No, this isn’t a Teaching Song moment. Although I try to keep this blog focused on creative things, occasionally life intrudes. In this case – intrudes in a big way.
The Resident Male has accepted a company posting in Pune, India. He leaves this afternoon for a two-year stint. I and Younger Daughter will follow him after the holiday season. She will be finishing 9th grade over there. Elder Daughter will continue on to her senior year of college, and we’ll all be back for her graduation in the spring. After that plans get hazy, but some or all of us will be resident over there with him until he returns.
What does this mean for String? You’re looking at it. Ease of remote maintenance and pre-trip streamlining were two of the reasons for the big port we just completed. I intend to keep on stitching and knitting, posting about it from here or Pune as circumstances dictate.
What’s Pune like? I did accompany him on a whirlwind one week house hunting trip there earlier this summer. Most of what I can report is massive sensory overload. It’s a trip to another world, as surely as any interplanetary trip from a Jack Vance novel. I’ve always wanted a Grand Adventure, and now I’m really looking forward to having one.
I can say that Pune is largely part of New India, the India that has so avidly embraced a high-tech economy. It’s a city in the hilly region about a three hour drive east and a bit south of Mumbai. Like Mumbai is part of the state of Maharashtra. Pune is known for its industry (especially automotive), technology companies, universities and teaching hospitals. In the latter three, it thinks of itself as the Oxford (or Boston) of India. Like most of urban India, it’s crowded and noisy, especially by US standards, but it’s also vibrant and very welcoming.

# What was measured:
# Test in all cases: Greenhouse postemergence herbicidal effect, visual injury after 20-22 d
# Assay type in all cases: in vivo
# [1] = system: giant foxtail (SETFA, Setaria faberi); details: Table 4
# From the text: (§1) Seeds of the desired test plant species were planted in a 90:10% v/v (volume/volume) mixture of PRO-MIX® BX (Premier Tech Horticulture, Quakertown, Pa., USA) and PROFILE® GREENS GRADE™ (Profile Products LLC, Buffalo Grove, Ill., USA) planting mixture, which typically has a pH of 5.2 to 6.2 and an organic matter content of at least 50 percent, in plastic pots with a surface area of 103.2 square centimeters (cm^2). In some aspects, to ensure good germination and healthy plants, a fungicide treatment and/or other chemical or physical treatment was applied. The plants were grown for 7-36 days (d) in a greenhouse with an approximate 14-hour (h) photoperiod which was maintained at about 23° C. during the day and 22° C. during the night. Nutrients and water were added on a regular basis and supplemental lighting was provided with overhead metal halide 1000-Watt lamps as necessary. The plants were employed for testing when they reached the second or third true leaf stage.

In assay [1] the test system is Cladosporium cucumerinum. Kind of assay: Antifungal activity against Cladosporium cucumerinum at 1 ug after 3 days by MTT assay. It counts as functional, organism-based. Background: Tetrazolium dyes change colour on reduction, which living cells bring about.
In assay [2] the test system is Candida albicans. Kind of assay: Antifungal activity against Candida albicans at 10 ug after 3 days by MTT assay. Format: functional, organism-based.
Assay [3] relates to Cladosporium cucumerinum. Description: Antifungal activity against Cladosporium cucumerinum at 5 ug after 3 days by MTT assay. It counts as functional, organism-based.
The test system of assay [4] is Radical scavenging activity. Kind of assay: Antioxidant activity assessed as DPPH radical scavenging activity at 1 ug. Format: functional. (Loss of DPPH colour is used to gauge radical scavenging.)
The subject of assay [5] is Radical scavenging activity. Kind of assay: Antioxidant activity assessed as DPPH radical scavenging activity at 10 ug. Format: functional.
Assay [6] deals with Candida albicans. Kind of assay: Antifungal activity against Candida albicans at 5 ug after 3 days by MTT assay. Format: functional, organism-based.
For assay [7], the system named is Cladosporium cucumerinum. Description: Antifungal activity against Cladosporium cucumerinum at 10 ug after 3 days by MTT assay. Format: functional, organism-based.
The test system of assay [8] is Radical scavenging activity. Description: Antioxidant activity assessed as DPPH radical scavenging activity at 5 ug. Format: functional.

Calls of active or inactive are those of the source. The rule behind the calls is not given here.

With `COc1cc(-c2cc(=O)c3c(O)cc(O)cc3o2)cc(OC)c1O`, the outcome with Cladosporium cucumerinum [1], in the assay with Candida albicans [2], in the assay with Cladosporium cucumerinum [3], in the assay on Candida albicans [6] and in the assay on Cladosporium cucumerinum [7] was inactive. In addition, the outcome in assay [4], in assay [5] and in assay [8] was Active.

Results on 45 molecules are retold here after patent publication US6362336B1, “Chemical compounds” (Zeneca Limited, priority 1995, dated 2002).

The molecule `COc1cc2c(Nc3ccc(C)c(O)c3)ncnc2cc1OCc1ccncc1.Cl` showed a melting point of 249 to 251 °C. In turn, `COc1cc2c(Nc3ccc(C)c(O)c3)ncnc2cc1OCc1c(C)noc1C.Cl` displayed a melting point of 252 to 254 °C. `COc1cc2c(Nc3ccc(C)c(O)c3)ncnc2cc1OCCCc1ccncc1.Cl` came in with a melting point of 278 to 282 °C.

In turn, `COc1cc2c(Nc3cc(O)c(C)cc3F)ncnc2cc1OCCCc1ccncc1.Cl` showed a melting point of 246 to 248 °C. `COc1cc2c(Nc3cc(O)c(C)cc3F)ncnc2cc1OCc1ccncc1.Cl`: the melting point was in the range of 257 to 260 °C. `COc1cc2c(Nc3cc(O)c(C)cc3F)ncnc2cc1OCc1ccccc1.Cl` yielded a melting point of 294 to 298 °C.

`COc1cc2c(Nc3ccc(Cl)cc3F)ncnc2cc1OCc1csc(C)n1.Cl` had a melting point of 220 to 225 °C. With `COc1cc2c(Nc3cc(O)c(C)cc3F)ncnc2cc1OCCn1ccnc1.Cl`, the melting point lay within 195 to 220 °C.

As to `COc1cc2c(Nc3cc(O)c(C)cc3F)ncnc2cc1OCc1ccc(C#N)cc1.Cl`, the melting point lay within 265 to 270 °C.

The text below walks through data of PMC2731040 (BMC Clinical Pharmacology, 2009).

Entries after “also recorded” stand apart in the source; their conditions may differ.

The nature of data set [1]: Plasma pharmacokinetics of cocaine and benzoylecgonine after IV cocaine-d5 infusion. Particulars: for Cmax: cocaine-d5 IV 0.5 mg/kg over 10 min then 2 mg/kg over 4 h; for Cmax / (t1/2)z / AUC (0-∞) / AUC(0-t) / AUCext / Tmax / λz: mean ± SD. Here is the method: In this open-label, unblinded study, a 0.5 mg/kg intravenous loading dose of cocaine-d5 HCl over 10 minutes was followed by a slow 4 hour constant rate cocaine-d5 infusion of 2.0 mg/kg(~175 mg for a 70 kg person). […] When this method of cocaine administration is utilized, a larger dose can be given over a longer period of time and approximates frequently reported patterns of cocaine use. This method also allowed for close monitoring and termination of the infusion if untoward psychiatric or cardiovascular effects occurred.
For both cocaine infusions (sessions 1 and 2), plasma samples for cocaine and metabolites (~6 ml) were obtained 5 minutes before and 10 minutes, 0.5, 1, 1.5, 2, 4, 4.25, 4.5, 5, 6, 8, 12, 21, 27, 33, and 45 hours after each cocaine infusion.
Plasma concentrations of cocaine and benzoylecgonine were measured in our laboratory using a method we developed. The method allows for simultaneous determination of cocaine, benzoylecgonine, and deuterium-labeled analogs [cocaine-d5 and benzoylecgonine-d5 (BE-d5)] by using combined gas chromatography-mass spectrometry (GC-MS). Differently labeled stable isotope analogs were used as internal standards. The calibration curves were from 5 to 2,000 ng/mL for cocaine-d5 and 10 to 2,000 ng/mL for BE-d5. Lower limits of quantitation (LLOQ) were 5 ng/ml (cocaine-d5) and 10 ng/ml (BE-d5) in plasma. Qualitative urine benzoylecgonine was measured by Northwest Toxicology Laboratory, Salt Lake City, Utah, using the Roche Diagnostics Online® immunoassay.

We didn’t get much time to tour the city, but we were able to visit a museum and a historical site on the weekend we arrived. The Resident Male described those bits. I found it all fascinating. Things happen there that just don’t happen here. For example, while we were there, a conflux of two major pilgrimages occurred. Hundreds of thousands of people walked through Pune in devotion to two Hindu Saints, streaming through the city on every major road. My picture captures only a tiny group of pilgrims on a side street. The main body of walkers totally filled boulevards and bridges, shoulder to shoulder – group after group, as far as the eye could see. Each group began with respected leaders, yellow flags and revered images at the front, followed by a body of men in white suits. After then came a body of women, many carrying bundles of supplies. Lining many streets were well wishers and people who volunteered to tend to the walkers’ needs, offering medical care, snacks or water. Yet as singular as this was to me, it was just another annual happenstance in Pune. It got minimal attention in the local newspapers, and the residents weathered the major transportation disruption with little more than a shrug. When asked, most of the people I spoke to said, “It’s just another religious event.”
While we were there we did find an apartment. Touring the possibilities was more like speed-dating for housing than a considered quest. We looked at lovely stand-alone bungalows, full of quirky romance and surrounded by lush gardens. But when amenities were considered, reason overcame romance and we selected a modern flat. Here’s the view from our balcony-to-be. It’s in the Koregaon Park Extension neighborhood, overlooking a military athletic facility where many members of the Indian Olympic Team train. It’s quiet, with privacy – no road noise intrudes because the back of the apartment complex abuts the military reserve, and there’s no neighbor across the way to peer into our windows.
So there it is. The Resident Male has gone away, gone ahead to pave the way. I continue to prepare, and will follow, to whatever adventure awaits.
(Extra points to those who know the origin of this post’s title).